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J Bacteriol. 2003 Aug;185(15):4371-81.

TraG-like proteins of type IV secretion systems: functional dissection of the multiple activities of TraG (RP4) and TrwB (R388).

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Max-Planck-Institut für Molekulare Genetik, Abteilung Lehrach, Dahlem, D-14195 Berlin, Germany.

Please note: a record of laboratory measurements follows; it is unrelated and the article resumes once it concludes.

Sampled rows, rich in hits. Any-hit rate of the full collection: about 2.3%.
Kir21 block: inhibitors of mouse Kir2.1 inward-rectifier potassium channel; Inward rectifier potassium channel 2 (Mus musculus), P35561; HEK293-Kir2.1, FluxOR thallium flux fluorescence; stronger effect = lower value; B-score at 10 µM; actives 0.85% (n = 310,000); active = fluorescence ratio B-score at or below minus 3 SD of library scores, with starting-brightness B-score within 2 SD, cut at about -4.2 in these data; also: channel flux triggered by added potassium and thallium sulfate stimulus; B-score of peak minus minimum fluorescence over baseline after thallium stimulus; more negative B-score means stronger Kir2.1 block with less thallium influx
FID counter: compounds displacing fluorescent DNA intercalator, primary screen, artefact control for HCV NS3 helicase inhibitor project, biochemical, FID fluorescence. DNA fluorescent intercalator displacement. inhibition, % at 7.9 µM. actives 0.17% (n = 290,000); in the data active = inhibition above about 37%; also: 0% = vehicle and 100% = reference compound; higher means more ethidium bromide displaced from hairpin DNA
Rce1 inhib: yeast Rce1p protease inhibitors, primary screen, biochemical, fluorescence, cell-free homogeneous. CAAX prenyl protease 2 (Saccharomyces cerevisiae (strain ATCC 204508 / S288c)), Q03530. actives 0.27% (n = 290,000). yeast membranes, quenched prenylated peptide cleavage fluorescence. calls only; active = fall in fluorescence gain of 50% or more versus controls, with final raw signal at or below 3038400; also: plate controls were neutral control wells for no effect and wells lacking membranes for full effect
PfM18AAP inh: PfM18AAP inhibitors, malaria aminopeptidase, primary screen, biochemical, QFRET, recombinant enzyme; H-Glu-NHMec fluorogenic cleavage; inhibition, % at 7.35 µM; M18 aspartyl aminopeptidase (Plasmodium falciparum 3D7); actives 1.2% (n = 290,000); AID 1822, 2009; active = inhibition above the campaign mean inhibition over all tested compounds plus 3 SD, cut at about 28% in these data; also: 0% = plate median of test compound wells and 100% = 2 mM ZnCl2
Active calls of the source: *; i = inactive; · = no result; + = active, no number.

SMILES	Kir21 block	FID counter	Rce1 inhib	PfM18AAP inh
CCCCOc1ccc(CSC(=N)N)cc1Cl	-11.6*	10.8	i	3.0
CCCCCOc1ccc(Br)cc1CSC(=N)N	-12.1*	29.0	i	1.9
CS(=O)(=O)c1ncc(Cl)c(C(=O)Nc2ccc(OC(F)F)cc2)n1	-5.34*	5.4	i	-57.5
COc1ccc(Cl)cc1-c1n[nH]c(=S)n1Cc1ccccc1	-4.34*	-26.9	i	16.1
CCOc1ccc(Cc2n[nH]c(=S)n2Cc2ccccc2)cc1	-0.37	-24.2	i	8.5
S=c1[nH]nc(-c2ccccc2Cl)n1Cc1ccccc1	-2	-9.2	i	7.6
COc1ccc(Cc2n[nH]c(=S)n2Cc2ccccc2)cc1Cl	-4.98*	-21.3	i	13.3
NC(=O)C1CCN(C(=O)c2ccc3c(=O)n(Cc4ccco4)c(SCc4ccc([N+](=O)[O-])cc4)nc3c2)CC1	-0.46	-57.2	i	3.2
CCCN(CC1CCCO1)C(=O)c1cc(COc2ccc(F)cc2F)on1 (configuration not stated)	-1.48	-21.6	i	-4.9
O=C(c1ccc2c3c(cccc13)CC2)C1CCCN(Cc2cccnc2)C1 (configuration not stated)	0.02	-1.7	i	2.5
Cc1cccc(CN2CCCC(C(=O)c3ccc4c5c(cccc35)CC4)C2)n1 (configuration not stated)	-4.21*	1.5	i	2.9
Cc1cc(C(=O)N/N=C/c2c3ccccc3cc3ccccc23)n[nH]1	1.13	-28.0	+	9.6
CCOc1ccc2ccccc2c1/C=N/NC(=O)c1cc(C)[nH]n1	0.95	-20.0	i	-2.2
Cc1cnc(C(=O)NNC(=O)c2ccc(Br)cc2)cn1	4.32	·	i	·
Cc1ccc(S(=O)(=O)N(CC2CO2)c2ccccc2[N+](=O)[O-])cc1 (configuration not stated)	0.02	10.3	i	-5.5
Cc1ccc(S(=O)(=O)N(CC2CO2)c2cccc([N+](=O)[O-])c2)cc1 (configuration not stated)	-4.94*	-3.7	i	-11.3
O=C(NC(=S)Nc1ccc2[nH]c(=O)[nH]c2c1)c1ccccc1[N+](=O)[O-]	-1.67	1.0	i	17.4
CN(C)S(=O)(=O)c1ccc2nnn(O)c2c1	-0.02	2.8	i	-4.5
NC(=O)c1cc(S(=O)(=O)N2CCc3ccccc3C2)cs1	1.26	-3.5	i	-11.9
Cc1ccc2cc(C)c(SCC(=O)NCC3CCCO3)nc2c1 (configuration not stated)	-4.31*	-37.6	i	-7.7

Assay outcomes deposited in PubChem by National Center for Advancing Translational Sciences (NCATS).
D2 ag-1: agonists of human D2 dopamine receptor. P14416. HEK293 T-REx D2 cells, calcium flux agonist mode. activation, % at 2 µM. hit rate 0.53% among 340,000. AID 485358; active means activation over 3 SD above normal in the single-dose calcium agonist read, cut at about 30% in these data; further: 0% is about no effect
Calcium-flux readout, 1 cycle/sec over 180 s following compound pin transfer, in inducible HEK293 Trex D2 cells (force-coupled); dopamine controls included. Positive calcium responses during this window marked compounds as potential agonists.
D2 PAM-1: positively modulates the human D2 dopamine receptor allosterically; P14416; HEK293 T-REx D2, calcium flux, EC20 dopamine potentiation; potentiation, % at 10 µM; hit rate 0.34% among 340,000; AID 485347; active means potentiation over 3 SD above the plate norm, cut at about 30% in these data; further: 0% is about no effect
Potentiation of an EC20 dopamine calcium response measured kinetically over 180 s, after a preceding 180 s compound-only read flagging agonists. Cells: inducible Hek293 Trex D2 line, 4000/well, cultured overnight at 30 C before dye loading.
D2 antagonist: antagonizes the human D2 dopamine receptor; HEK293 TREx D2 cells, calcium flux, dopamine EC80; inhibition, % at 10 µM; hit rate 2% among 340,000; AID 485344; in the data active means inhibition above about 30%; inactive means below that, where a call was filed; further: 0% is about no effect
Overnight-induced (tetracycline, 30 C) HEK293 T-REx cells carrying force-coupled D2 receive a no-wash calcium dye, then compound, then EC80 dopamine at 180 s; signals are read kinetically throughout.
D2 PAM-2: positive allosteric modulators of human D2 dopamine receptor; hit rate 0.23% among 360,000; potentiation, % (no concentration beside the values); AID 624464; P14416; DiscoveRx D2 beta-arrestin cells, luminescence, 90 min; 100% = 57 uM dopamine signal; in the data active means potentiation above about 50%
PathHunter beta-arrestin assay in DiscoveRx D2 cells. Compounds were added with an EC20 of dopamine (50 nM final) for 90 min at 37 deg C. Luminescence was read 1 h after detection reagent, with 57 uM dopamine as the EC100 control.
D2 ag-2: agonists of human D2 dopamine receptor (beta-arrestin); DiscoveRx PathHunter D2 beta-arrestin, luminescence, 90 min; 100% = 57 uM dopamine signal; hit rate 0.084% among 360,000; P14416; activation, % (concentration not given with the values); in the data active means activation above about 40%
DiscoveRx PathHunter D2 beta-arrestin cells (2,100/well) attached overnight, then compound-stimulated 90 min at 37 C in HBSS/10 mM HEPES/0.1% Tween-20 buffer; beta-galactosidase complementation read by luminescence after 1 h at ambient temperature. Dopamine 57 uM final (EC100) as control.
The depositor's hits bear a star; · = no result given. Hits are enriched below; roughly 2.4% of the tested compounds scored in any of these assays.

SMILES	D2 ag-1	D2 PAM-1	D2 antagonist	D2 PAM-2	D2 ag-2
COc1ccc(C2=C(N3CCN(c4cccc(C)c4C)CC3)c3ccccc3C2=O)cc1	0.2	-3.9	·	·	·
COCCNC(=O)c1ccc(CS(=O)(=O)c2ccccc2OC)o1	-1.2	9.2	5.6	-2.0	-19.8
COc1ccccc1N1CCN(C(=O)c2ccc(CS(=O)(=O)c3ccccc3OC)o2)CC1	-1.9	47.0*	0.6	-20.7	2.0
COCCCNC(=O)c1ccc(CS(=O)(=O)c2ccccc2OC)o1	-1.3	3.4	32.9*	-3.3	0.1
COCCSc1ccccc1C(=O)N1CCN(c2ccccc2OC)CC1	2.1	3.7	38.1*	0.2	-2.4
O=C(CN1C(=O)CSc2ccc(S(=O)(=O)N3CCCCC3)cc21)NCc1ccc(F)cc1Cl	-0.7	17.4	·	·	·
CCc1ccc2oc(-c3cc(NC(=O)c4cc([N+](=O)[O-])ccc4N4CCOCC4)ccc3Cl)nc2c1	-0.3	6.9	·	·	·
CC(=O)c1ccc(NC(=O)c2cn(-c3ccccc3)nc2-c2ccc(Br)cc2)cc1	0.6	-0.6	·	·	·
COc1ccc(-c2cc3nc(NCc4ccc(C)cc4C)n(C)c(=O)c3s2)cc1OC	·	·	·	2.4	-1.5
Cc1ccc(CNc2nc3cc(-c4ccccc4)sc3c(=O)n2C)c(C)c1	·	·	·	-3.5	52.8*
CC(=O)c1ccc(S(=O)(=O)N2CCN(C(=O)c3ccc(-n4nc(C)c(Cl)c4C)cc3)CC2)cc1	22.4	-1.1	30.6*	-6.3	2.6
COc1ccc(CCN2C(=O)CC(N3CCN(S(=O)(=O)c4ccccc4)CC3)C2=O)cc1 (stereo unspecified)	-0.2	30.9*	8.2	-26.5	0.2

TraG-like proteins are essential components of type IV secretion systems. During secretion, TraG is thought to translocate defined substrates through the inner cell membrane. The energy for this transport is presumably delivered by its potential nucleotide hydrolase (NTPase) activity. TraG of conjugative plasmid RP4 is a membrane-anchored oligomer that binds RP4 relaxase and DNA. TrwB (R388) is a hexameric TraG-like protein that binds ATP. Both proteins, however, lack NTPase activity under in vitro conditions. We characterized derivatives of TraG and TrwB truncated by the N-terminal membrane anchor (TraGdelta2 and TrwBdelta1) and/or containing a point mutation at the putative nucleotide-binding site (TraGdelta2K187T and TraGK187T). Unlike TraG and TrwB, truncated derivatives behaved as monomers without the tendency to form oligomers or aggregates. Surface plasmon resonance analysis with immobilized relaxase showed that mutant TraGK187T was as good a binding partner as the wild-type protein, whereas truncated TraG monomers were unable to bind relaxase. TraGdelta2 and TrwBdelta1 bound ATP and, with similar affinity, ADP. Binding of ATP and ADP was strongly inhibited by the presence of Mg(2+) or single-stranded DNA and was competed for by other nucleotides. Compared to the activity of TraGdelta2, the ATP- and ADP-binding activity of the point mutation derivative TraGdelta2K187T was significantly reduced. Each TraG derivative bound DNA with an affinity similar to that of the native protein. DNA binding was inhibited or competed for by ATP, ADP, and, most prominently, Mg(2+). Thus, both nucleotide binding and DNA binding were sensitive to Mg(2+) and were competitive with respect to each other.

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